Working with B2B clients on public relations initiatives, media relations (i.e., pitching stories to journalists to land earned media coverage) is an integral part of the gig.
You talk with your client and come up with a story idea you just know will blow the right journalist away. You even know the exact journalist to pitch the story to.
You write the pitch, packed with information that makes the story the ideal fit for that journalist’s audience.
You send the pitch – and – crickets. No response. Nothing.
Because the truth is, sometimes, despite your best efforts, your pitch may fall flat.
When this happens, should you just give up?
What can you do instead?
Seven Alternatives When Your Media Relations Efforts Fall Flat
Whether you’re doing your own PR or working with clients, here are seven options to try when you’ve sent your pitch and there’s no response:
1. Re-send the pitch.
It’s OK to follow up on the pitch by sending it again. Sometimes, the journalist simply didn’t see it the first time around. If they’re like most reporters, their inbox is filled to the brim with media pitches.
When you re-send it, add a note to say, “I’m following up on this—please let me know if you have any questions or need anything further.” Always thank them for their time.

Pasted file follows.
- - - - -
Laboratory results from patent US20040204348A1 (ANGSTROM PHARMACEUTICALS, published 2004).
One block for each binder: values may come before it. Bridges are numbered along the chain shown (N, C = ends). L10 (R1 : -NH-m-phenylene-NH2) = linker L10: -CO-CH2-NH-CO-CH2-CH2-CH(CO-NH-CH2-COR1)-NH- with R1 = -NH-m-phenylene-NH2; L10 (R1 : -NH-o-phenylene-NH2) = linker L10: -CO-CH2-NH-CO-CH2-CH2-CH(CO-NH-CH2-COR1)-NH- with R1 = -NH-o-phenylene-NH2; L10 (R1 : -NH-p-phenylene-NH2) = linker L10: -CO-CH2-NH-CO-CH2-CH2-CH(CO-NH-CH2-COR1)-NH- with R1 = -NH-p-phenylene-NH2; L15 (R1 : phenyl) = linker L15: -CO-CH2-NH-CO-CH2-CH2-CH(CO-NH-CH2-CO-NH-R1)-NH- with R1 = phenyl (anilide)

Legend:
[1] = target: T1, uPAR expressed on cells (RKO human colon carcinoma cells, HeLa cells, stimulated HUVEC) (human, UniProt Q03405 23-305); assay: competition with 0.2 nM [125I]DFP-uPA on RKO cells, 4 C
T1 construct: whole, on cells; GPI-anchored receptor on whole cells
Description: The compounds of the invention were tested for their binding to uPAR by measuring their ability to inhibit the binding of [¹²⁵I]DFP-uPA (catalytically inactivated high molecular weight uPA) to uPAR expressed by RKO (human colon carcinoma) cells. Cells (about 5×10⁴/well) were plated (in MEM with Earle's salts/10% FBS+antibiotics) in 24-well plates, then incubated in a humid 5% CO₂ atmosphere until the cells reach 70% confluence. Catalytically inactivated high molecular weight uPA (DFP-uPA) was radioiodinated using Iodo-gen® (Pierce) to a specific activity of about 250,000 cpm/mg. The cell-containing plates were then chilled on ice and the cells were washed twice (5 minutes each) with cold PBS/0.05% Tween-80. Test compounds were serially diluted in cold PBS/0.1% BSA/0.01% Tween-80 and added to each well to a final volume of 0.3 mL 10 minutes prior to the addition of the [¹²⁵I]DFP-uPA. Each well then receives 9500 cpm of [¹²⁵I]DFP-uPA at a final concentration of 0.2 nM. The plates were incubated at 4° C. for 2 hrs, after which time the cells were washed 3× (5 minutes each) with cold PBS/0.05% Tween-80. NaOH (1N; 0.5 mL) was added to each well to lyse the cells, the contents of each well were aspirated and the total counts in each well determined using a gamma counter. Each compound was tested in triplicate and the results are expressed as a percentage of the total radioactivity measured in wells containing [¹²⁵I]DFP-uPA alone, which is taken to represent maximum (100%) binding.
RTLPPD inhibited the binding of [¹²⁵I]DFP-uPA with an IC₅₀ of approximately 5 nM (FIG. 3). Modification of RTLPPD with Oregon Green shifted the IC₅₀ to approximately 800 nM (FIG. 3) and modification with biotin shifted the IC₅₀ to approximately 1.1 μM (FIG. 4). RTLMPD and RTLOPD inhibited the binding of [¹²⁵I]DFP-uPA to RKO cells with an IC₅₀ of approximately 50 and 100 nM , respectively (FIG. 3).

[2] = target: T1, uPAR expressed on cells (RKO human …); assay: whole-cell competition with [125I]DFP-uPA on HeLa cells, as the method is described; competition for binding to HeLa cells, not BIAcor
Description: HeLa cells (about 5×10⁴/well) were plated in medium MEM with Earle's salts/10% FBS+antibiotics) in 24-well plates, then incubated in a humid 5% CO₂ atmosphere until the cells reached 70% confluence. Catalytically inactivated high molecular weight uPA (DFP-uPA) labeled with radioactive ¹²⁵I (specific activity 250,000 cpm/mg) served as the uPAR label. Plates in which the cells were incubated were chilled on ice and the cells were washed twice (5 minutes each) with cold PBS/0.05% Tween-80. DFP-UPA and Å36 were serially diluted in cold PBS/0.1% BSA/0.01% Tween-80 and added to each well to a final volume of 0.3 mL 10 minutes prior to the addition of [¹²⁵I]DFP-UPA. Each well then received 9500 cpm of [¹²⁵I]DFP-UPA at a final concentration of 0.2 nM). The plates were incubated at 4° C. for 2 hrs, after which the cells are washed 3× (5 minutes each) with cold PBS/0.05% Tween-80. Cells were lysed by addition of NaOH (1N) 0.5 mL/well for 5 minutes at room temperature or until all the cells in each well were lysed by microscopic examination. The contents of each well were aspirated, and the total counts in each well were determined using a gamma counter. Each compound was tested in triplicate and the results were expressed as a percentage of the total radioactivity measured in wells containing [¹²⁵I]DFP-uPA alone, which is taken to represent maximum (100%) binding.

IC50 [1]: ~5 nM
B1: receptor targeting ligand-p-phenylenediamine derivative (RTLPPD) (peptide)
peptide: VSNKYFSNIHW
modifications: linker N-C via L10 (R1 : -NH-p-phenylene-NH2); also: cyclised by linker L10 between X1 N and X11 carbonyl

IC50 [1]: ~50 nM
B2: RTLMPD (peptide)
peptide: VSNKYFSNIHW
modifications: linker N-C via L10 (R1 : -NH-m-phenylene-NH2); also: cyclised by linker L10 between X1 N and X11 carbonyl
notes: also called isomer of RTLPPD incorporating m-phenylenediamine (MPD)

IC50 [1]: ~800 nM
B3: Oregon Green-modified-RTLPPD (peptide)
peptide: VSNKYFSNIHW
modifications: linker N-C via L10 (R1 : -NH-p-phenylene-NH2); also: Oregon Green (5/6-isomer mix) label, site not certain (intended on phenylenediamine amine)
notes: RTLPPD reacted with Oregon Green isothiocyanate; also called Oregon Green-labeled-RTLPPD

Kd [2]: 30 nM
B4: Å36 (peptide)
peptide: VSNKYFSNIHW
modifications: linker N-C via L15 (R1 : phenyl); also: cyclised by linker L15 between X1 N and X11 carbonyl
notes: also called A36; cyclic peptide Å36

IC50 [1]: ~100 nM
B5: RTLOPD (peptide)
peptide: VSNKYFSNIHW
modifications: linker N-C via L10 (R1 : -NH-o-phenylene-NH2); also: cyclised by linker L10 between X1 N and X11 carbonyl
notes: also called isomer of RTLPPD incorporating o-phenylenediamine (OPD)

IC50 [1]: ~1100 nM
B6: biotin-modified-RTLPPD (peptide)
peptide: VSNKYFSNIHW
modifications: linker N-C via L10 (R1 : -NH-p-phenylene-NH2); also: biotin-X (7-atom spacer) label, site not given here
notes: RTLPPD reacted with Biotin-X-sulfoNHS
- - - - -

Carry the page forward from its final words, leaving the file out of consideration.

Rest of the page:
Journalists usually don’t mind one follow-up message but don’t pummel them with follow-ups. 90% of journalists say at least one follow-up email is acceptable. 49% of those prefer just one follow-up. 52% say three to seven days is the preferred amount of time to follow up after the initial pitch is sent.
2. Rewrite the pitch—and send it again.
If you’ve sent the pitch, followed up, and still haven’t heard anything, you might consider rewriting it. Take a look at the subject line and the pitch itself to see if you could take another approach.
Maybe there’s a different angle you could highlight – or perhaps you could rework the subject line to be more appealing.
3. Try contacting the journalist via social media.
You’ve tried to contact the reporter via email, but that’s not working. Instead, you could try to reach the reporter through social media.
Check to see which outlets they’re active on. Twitter is the platform many journalists prefer.
Another tip – follow the journalist on Twitter and try lightly engaging before you send a pitch.
4. Pick up the phone.
Because reporters don’t like phone calls – and most don’t answer their phones – the phone is used sparingly these days when reaching out to them. This is exactly why it might be worth a try if you’ve not been able to get their attention via email or DM.
Nine out of 10 times, you’ll end up leaving a message, so be sure you’ve thought it through before calling. Keep it brief and be sure to include your number.
You can also send the pitch again via email when you hang up (mention that in your voice message).
5. Look for another media outlet or contact.
You’ve created the perfect pitch for what you thought was the ideal media contact, but it went nowhere.
Why not choose another outlet? This may require rewriting the pitch to be a fit for that reporter or publication, but it could pay off if you get a response.
Be sure to research another media outlet and contact who might be interested. You never want to spam a pitch out to dozens of journalists at once. It’s not effective and only results in alienating reporters.